In reached my price target in just four months. Before a year had passed, the stock topped $4.50. With my valuation target met, I dropped coverage… but kept an eye on the company and its stock.
For the record, my investment premise was not based on prediction of whether the FCC would approve GSAT's spectrum for Terrestrial Low-Power Service (TLPS). The premise was based on the odds of approval - risk/reward. On the most simplistic level, think of it this way - if approval was worth $4 and failure was worth $0, a 50/50 chance of success was worth $2.
My analysis was much more complicated, but that gives you the gist. In short, GSAT didn't need approval to be worth more than $0.67. Mr. Market agreed. In fact, even after GSAT encountered roadblocks and bearish articles, the stock remained above my initiation price.
Fast forward to December 23 and we find that the FCC announced the adoption of Globalstar's revised petition for terrestrial authority. All else being equal, that would have justified a $4 share price. However, a few things have changed since 2013. The question begs, do these changes increase or decrease the value of the FCC's decision to GSAT's market cap?
This morning, Globalstar held a conference call to discuss the FCC's order allowing for its Terrestrial Low-Power Service.
CEO James Monroe III thanked vendors that included Microsoft (NASDAQ:MSFT), Sprint (NYSE:S), Sony (NYSE:SNE), Qualcomm (NASDAQ:QCOM), EchoStar (NASDAQ:SATS), Samsung (OTC:SSNLF) and Cisco (NASDAQ:CSCO) for their support. I took that a potential foreshadow of things to come. He went on to explain that "The original proposal was to focus on a set of rules to implement 22 Mhz of spectrum in the 2.4 channel by combining 11.5 of Globalstar's license spectrum with 10.5 in the unlicensed band."
The 11.5 was approved, but the combination was not. However, Monroe went on to state that the value of the 11.5 proposal had increased dramatically since the original proposal's submission. This is because of advances in technology, which has given GSAT a much greater range of viable commercial options.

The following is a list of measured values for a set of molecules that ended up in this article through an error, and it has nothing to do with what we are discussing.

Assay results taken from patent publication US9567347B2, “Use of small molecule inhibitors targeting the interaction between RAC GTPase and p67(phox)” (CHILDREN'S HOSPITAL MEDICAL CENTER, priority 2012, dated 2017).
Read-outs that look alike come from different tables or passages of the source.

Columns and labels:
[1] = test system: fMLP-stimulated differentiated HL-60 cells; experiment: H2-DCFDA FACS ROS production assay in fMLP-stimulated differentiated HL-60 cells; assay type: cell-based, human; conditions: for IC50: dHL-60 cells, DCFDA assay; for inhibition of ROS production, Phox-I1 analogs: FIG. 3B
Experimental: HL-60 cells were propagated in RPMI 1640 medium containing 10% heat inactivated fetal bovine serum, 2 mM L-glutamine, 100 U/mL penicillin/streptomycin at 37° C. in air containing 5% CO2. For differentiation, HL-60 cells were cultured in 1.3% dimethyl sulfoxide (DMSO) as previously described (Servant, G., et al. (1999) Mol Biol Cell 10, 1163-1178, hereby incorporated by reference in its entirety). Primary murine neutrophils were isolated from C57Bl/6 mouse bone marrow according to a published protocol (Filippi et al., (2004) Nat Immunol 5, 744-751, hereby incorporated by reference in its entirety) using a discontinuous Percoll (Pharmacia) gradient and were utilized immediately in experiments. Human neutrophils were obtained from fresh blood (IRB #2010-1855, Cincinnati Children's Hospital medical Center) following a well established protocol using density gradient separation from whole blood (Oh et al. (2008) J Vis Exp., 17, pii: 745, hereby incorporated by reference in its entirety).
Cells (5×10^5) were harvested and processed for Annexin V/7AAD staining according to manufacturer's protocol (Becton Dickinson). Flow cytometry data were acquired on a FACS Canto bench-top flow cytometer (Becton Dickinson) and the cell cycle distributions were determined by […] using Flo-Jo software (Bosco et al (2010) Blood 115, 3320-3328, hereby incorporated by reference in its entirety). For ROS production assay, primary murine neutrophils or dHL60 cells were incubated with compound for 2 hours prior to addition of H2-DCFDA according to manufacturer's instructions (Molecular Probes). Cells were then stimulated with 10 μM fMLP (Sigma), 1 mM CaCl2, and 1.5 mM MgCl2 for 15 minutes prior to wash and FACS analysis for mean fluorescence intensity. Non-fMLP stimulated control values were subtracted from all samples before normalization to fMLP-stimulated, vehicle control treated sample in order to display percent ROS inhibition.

"The power levels that we received were just as we requested… totally adequate for Globalstar to roll out its range of proposed services in a robust manner."
John Dooley, Managing Director at Jarvinian Ventures (and wireless technology consultant) stated that "Globalstar has a very few peers when it comes to an ability to augment the satellite spectrum authority with terrestrial spectrum authority. In fact, until a couple of weeks ago, only Dish Network had been successful in doing anything like this. As good as that may be, to the degree that this authority may go beyond the U.S. and eventually expand many regulatory demands around world, Globalstar is entirely unique."
After an in-depth technical discussion, an investor said this during Q&A: "Jay, I think there is a lot of misinformation in the marketplace about the value of the spectrum you control… I think you did a great job of talking about the technical side of the value of your asset, particularly the importance of small cells in the continuing evolution of the networks, the benefits of TD (LTE) versus FT and also the uniqueness of your asset internationally. But if we take it one step further for us Wall Street guys, so that we can think about, how to think about value. There's been some out there that have proclaimed, that there should be discount placed in your spectrum because of the power restrictions vis-à-vis where the AWS3 auction traded, do you agree with this?